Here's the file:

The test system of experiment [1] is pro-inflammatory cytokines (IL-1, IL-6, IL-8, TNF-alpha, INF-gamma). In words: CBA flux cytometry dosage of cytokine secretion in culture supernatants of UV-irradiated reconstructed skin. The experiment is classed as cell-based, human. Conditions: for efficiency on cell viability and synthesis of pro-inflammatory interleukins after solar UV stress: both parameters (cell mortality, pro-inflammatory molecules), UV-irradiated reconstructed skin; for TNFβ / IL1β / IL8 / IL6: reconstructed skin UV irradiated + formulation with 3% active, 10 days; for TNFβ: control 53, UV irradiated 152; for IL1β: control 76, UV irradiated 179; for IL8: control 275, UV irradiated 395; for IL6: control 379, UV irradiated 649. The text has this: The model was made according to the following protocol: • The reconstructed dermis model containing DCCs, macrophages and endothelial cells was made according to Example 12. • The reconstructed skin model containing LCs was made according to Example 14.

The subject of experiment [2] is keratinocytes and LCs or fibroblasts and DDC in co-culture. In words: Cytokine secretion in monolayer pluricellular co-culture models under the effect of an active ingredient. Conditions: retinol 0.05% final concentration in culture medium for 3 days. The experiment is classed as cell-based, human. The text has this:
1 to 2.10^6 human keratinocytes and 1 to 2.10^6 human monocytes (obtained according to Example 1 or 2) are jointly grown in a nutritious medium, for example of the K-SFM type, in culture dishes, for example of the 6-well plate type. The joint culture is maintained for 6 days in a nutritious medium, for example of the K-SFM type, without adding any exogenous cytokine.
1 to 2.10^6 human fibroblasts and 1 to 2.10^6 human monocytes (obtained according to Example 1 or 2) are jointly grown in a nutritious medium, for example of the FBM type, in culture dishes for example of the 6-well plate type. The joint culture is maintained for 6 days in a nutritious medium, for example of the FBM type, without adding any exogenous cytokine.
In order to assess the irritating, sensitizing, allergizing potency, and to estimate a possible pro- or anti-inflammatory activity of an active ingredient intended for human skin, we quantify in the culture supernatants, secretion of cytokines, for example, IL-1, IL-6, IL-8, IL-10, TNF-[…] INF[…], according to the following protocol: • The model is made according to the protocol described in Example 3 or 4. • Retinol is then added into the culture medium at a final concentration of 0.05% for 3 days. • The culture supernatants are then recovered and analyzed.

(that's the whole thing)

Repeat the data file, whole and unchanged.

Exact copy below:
The test system of experiment [1] is pro-inflammatory cytokines (IL-1, IL-6, IL-8, TNF-alpha, INF-gamma). In words: CBA flux cytometry dosage of cytokine secretion in culture supernatants of UV-irradiated reconstructed skin. The experiment is classed as cell-based, human. Conditions: for efficiency on cell viability and synthesis of pro-inflammatory interleukins after solar UV stress: both parameters (cell mortality, pro-inflammatory molecules), UV-irradiated reconstructed skin; for TNFβ / IL1β / IL8 / IL6: reconstructed skin UV irradiated + formulation with 3% active, 10 days; for TNFβ: control 53, UV irradiated 152; for IL1β: control 76, UV irradiated 179; for IL8: control 275, UV irradiated 395; for IL6: control 379, UV irradiated 649. The text has this: The model was made according to the following protocol: • The reconstructed dermis model containing DCCs, macrophages and endothelial cells was made according to Example 12. • The reconstructed skin model containing LCs was made according to Example 14.

The subject of experiment [2] is keratinocytes and LCs or fibroblasts and DDC in co-culture. In words: Cytokine secretion in monolayer pluricellular co-culture models under the effect of an active ingredient. Conditions: retinol 0.05% final concentration in culture medium for 3 days. The experiment is classed as cell-based, human. The text has this:
1 to 2.10^6 human keratinocytes and 1 to 2.10^6 human monocytes (obtained according to Example 1 or 2) are jointly grown in a nutritious medium, for example of the K-SFM type, in culture dishes, for example of the 6-well plate type. The joint culture is maintained for 6 days in a nutritious medium, for example of the K-SFM type, without adding any exogenous cytokine.
1 to 2.10^6 human fibroblasts and 1 to 2.10^6 human monocytes (obtained according to Example 1 or 2) are jointly grown in a nutritious medium, for example of the FBM type, in culture dishes for example of the 6-well plate type. The joint culture is maintained for 6 days in a nutritious medium, for example of the FBM type, without adding any exogenous cytokine.
In order to assess the irritating, sensitizing, allergizing potency, and to estimate a possible pro- or anti-inflammatory activity of an active ingredient intended for human skin, we quantify in the culture supernatants, secretion of cytokines, for example, IL-1, IL-6, IL-8, IL-10, TNF-[…] INF[…], according to the following protocol: • The model is made according to the protocol described in Example 3 or 4. • Retinol is then added into the culture medium at a final concentration of 0.05% for 3 days. • The culture supernatants are then recovered and analyzed.